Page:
So, how’s the market?
By: Matt Morton
December 14, 2023

It’s the most common question we are asked as agents. “So, what’s the market up to?” It’s a simple way to start a conversation with an agent and we love to talk about what we do, but it’s actually a loaded question, or at least it has loaded answers.

There are different aspects to the market, and then multiple styles of property that act in different ways. There are buyers’ perspectives, sellers’ perspectives and then renters’ perspectives. And investors vs homeowners might have quite different markets, so the answer to the question is not necessarily straight forward.

This question has been asked with a lot more intent lately. Clients seem keen to know exactly what is going on now that the election has passed. The property market all across New Zealand has been through some of the most traumatic rises and falls lately that most people can remember. But now the market appears to have bellied out and sentiment is on the rise.

However, we need to look more in depth at every facet of the market to get a better picture. 

Overall New Zealand Market 

The last few months the property market appears to have turned a corner. Auckland especially is reporting more sales and good activity in the auction rooms. The amount of first home buyers is strong and speculation is that the tidal wave to migrants coming to New Zealand is fuelling this. They naturally settle in the biggest cities where they perceive more opportunity and this of course squeezes the market.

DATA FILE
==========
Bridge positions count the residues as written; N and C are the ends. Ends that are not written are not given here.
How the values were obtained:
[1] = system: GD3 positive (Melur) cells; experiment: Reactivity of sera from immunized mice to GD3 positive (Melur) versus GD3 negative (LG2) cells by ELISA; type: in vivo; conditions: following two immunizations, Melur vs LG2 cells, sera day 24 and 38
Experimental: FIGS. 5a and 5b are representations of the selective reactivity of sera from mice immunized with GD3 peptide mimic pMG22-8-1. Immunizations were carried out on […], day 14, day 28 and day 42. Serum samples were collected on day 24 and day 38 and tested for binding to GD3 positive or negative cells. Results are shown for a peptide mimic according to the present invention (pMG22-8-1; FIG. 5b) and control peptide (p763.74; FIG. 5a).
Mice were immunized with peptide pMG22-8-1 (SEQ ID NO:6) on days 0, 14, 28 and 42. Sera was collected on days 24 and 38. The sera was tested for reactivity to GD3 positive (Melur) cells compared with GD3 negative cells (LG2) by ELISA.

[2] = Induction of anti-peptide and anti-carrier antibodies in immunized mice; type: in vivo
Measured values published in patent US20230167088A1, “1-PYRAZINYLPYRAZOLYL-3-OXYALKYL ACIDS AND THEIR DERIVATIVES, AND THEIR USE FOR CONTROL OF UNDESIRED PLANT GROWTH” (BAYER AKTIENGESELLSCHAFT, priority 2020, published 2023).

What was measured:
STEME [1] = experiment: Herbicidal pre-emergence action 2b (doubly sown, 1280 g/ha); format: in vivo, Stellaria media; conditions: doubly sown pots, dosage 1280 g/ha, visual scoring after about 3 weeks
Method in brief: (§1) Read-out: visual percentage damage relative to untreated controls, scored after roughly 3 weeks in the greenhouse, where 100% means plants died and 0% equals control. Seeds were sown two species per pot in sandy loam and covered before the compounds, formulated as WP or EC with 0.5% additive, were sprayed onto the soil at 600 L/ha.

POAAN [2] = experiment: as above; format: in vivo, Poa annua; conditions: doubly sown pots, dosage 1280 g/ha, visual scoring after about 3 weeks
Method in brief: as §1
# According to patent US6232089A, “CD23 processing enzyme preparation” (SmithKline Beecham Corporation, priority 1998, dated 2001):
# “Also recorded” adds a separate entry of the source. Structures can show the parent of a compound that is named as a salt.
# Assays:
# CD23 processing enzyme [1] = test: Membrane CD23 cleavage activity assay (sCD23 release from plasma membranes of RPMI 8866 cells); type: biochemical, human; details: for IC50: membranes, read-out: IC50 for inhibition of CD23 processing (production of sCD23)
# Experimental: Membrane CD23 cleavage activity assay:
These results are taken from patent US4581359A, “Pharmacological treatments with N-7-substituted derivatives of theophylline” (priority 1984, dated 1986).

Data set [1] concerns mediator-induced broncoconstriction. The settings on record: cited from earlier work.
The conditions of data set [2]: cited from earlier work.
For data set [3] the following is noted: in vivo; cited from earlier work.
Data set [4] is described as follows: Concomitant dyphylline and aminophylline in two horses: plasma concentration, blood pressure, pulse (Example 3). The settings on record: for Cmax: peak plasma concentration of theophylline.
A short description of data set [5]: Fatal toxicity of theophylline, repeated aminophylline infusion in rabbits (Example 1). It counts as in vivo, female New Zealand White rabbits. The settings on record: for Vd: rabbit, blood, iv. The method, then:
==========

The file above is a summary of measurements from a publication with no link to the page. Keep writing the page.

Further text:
Resident Aucklanders are still moving out of the big city and into the regions as the new working from home trend is allowing more people to keep their jobs, but live in a less congested town offering a more relaxing lifestyle. It will be interesting to see if this trend continues as more migrants come into the country and Auckland becomes more congested again.

The remainder of the country is starting to slowly increase in activity and price and in Dunedin we are typically about a six month lag behind Auckland, so we could expect some uplift on the other side of summer. 

The Election Influence 

There was an oddity this time around with the election and a consequential effect on the property market sentiment. This is my fifth election as an agent in investment real estate. There is always this pregnant pause for around eight weeks prior to an election where all buyers and sellers seem to stop, hold their breath, and wait for either a continuation of the government or a change. 

In past years the influence of either outcome was meagre on actual prices but activity always slowed prior regardless, and then generally continued as normal straight after.  

This election was different. There was so much turbulence from the Labour government that investors especially have had to deal with, we expected a complete hold until after the election. 

However, four weeks out from the election, the first poll came out showing Labour with a 29% share of the vote. That week we noticed a slight uptick in buyer enquiry. Some buyers stated they were confident of a change of government now and were looking around. This felt like a signal of things to come. 

This trend has continued on after the election, but interestingly the confirmation of a new government has not altered it further… yet.